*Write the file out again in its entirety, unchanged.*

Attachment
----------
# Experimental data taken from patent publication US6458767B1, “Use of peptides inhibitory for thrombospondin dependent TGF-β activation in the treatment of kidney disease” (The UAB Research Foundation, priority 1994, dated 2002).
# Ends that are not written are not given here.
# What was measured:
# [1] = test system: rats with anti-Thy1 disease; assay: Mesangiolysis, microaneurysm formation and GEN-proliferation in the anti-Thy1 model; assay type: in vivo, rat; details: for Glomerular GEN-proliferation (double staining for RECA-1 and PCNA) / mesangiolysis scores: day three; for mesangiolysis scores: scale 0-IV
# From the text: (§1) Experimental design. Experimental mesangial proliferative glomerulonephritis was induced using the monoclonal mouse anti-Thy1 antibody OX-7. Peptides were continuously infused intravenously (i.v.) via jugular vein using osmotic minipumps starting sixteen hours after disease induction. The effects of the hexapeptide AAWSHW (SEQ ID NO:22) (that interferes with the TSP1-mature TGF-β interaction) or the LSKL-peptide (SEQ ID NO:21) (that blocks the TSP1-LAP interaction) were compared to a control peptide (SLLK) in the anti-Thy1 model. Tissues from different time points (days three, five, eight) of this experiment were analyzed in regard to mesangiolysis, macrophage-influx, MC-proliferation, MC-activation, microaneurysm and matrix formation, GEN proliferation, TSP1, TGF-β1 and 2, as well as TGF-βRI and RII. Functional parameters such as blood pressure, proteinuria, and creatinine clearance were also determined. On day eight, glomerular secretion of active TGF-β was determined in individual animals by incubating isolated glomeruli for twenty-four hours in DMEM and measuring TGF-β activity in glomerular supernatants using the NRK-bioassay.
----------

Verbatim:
# Experimental data taken from patent publication US6458767B1, “Use of peptides inhibitory for thrombospondin dependent TGF-β activation in the treatment of kidney disease” (The UAB Research Foundation, priority 1994, dated 2002).
# Ends that are not written are not given here.
# What was measured:
# [1] = test system: rats with anti-Thy1 disease; assay: Mesangiolysis, microaneurysm formation and GEN-proliferation in the anti-Thy1 model; assay type: in vivo, rat; details: for Glomerular GEN-proliferation (double staining for RECA-1 and PCNA) / mesangiolysis scores: day three; for mesangiolysis scores: scale 0-IV
# From the text: (§1) Experimental design. Experimental mesangial proliferative glomerulonephritis was induced using the monoclonal mouse anti-Thy1 antibody OX-7. Peptides were continuously infused intravenously (i.v.) via jugular vein using osmotic minipumps starting sixteen hours after disease induction. The effects of the hexapeptide AAWSHW (SEQ ID NO:22) (that interferes with the TSP1-mature TGF-β interaction) or the LSKL-peptide (SEQ ID NO:21) (that blocks the TSP1-LAP interaction) were compared to a control peptide (SLLK) in the anti-Thy1 model. Tissues from different time points (days three, five, eight) of this experiment were analyzed in regard to mesangiolysis, macrophage-influx, MC-proliferation, MC-activation, microaneurysm and matrix formation, GEN proliferation, TSP1, TGF-β1 and 2, as well as TGF-βRI and RII. Functional parameters such as blood pressure, proteinuria, and creatinine clearance were also determined. On day eight, glomerular secretion of active TGF-β was determined in individual animals by incubating isolated glomeruli for twenty-four hours in DMEM and measuring TGF-β activity in glomerular supernatants using the NRK-bioassay.